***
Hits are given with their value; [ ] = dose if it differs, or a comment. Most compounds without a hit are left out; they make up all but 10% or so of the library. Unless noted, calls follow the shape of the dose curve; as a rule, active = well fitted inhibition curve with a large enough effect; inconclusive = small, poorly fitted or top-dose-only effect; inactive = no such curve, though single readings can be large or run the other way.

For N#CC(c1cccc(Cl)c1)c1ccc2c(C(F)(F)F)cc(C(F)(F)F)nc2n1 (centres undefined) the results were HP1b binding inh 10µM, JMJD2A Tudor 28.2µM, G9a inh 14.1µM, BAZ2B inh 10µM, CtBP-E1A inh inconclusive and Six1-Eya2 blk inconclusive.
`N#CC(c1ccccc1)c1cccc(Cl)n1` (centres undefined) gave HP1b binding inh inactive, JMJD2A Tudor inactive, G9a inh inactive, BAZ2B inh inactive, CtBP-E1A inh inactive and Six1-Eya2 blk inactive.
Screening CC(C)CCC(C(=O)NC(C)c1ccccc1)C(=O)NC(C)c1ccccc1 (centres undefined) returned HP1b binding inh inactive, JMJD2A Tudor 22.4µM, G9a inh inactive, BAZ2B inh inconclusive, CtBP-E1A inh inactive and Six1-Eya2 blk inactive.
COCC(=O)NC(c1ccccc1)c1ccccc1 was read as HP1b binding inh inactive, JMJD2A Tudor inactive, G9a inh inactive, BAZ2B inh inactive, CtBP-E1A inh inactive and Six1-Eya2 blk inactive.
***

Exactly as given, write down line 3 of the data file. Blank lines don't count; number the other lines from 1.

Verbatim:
`N#CC(c1ccccc1)c1cccc(Cl)n1` (centres undefined) gave HP1b binding inh inactive, JMJD2A Tudor inactive, G9a inh inactive, BAZ2B inh inactive, CtBP-E1A inh inactive and Six1-Eya2 blk inactive.